The Cowboys does appear a bit "cleaner", but that is to be expected from a more modern production. Film grain is still present, albeit rather more fine than in the Rio Bravo elements. The trtansfer is still quite sharp and detailed with solid, natural color balance.

The two Paramount films are rather different in appearance despite being more contemporary. Trading Places is very smooth and clean, though I don't feel this looks "filtered". Just a nice clean film element. I see no telltales of excessive DNR or other video processing. Coming To America is the least improved of the bunch with only a fairly minor improvement over the DVD edition. I bit sharper and more detailed with more solid colors, but still a rather dull, dated look overall. I'm sure the more important attraction for most fans of this movie is the 16:9 transfer as the old DVD was not enhanced for widescreen.

My two Pesos.

Add my two Pesos!

I haven't seen the Paramounts, but I do have both the Waynes (HD-DVD) and they look spectacular....quite film-like, and gorgeous. I know both RIO BRAVO and THE COWBOYS quite well, and think that these new HD releases are both stellar.

#12 of 54 Paul Arnette

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Posted May 31 2007 - 05:12 AM

I'm not familiar with either film, so I gues what I'm trying to find out is 1) Do the BD and HD DVD releases reflect the same color scheme as the new SD Rio Bravo disc, and 2) For those familiar with the film, which color scheme is more accurate?
Universal Blu-ray Discs I will not be buying while they're offered only as Blu-ray + DVD 'flipper' discs:

The Jackal
, Out of Africa, and Traffic.

#13 of 54 Johannes S

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Posted May 31 2007 - 07:12 AM

Quote:
Originally Posted by Paul Arnette
I'm not familiar with either film, so I gues what I'm trying to find out is 1) Do the BD and HD DVD releases reflect the same color scheme as the new SD Rio Bravo disc, and 2) For those familiar with the film, which color scheme is more accurate?

ad 1) Yes, the HD version has exactly the same color scheme as the SD versions.

ad 2) In my opinion the color looks more natural on the previous version of "Rio Bravo". Check this thread on the DVD Forums:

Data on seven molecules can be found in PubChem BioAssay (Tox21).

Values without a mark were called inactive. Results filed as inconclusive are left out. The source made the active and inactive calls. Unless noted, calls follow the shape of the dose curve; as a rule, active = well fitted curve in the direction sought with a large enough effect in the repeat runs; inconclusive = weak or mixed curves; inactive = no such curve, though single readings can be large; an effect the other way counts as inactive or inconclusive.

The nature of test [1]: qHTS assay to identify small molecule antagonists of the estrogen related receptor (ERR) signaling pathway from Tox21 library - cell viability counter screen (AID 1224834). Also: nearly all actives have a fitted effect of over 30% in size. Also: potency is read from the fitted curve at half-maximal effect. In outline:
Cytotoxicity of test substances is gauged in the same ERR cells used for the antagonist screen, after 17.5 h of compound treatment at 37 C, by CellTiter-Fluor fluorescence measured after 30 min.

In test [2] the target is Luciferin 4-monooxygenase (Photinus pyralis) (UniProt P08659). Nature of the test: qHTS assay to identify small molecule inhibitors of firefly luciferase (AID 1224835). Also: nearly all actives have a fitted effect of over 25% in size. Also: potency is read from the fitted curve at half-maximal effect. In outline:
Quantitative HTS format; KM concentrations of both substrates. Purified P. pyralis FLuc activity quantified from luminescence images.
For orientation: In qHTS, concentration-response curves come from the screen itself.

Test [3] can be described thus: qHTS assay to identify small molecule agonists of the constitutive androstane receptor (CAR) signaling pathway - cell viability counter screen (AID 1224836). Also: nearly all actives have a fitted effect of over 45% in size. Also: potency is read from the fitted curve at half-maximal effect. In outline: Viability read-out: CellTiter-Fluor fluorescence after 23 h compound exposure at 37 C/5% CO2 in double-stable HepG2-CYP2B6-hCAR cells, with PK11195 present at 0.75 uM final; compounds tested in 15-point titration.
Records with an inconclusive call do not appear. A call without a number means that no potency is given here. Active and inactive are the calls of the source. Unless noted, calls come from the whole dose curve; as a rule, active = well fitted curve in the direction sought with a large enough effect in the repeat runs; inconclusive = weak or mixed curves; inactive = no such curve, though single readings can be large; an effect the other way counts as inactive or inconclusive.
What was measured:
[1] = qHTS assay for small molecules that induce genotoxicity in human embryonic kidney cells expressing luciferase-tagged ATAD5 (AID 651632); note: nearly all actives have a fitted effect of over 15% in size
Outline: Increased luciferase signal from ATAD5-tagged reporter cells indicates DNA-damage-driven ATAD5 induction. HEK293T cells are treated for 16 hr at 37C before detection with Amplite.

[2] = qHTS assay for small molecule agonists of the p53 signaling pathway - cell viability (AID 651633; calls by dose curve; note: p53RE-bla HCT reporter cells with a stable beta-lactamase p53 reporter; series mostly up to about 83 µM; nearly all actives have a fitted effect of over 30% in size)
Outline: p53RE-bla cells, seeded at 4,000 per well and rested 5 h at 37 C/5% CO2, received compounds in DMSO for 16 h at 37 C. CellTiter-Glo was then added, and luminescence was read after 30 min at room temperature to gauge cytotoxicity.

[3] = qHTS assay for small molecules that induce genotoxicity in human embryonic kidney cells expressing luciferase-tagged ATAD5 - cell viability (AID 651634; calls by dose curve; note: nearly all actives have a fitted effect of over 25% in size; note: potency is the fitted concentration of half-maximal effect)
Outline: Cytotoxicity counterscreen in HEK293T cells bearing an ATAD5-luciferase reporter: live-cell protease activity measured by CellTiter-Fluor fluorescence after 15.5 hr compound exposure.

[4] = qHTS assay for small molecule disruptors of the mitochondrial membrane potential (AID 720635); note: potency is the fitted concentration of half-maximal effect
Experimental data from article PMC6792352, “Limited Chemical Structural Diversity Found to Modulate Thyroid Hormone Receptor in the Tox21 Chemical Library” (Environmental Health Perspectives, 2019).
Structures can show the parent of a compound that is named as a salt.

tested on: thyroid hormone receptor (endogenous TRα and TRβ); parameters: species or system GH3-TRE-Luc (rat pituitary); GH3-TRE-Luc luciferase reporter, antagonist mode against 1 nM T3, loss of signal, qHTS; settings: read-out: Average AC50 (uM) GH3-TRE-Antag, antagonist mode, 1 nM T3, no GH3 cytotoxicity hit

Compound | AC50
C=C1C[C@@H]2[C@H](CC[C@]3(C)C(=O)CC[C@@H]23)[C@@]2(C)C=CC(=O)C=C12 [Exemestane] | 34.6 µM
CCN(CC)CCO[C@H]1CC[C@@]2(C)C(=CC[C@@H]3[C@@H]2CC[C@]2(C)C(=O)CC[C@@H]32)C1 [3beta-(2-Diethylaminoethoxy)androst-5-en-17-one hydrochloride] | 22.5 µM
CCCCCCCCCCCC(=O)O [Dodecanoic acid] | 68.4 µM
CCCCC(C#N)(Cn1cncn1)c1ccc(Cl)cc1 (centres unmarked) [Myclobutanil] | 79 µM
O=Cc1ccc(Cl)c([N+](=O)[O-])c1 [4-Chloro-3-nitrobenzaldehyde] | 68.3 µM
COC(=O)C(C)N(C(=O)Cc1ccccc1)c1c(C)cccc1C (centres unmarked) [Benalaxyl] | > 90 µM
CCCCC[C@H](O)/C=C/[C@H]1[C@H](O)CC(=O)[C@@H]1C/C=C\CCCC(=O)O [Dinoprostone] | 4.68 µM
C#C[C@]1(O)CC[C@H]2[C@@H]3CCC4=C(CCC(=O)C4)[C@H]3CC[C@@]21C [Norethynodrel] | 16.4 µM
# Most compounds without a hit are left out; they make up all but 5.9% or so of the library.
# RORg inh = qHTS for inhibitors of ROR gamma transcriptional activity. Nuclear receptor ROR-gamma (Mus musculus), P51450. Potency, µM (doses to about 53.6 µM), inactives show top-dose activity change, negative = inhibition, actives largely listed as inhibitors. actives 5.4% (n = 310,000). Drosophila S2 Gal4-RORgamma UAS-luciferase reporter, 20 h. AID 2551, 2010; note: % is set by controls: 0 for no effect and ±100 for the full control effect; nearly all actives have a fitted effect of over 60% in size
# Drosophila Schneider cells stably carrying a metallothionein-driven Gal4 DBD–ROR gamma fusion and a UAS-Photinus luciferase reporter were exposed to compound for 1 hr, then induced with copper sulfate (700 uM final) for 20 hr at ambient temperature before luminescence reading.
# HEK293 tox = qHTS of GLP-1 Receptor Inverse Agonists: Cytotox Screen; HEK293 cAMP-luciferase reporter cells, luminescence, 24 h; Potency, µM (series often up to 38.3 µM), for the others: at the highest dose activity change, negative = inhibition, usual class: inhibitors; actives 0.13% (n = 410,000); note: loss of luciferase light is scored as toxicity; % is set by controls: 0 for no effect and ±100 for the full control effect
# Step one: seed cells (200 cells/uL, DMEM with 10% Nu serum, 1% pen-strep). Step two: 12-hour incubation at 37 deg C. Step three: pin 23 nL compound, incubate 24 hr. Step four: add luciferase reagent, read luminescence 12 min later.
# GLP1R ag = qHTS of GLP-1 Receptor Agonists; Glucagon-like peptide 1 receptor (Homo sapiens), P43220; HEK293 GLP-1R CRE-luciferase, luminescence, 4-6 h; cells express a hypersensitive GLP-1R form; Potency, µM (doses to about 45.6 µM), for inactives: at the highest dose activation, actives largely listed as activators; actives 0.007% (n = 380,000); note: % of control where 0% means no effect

http://www.thedvdfor....&postcount=227

Regarding some responses to my comments on the grain issue, I never said the image looks bad. It looks great in some scenes. But after watching it again on my new 50" 1080p full HD plasma screen yesterday evening, I am positive that excessive grain reduction has been applied, with some scenes -mostly dark scenes- totally filtered with no remaining grain at all.

#14 of 54 ppltd

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Posted May 31 2007 - 08:05 AM

Quote:
Originally Posted by Roger Rollins
Add my two Pesos!

I haven't seen the Paramounts, but I do have both the Waynes (HD-DVD) and they look spectacular....quite film-like, and gorgeous. I know both RIO BRAVO and THE COWBOYS quite well, and think that these new HD releases are both stellar.
I cannot wait to get these releases, and it is good to hear that they did a good job on the releases. They will make fine additions to my library, and will be sitting right to the stellar release of 'The Searchers'.
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#15 of 54 Douglas Monce

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Posted May 31 2007 - 08:18 AM

Quote:
Originally Posted by Robert Crawford
Also, people are reporting that the 05-22-07 SD DVD release of Rio Bravo appears darker and more brownish than the prior SD DVD release. Does the same apply to either the BRD or HD DVD?




Crawdaddy

The new Rio Bravo HD DVD has slightly better color saturation and the blacks are more solid than the original DVD release. I'm not sure that its really more brown as just a little more saturation in the color. The whole film its self (including the original DVD release) has a very brown or sepia cast to it. I'm also seeing quite a lot of blue highlights that I never noticed before. As though they were using blue gels on the back lights.

I haven't seen the new SD release but from looking at the stills that were linked too in this thread it looks about the same.

Doug
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#16 of 54 Douglas Monce

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Posted May 31 2007 - 08:22 AM

Quote:
Originally Posted by Johannes S
ad 1) =227[/url]

Regarding some responses to my comments on the grain issue, I never said the image looks bad. It looks great in some scenes. But after watching it again on my new 50" 1080p full HD plasma screen yesterday evening, I am positive that excessive grain reduction has been applied, with some scenes -mostly dark scenes- totally filtered with no remaining grain at all.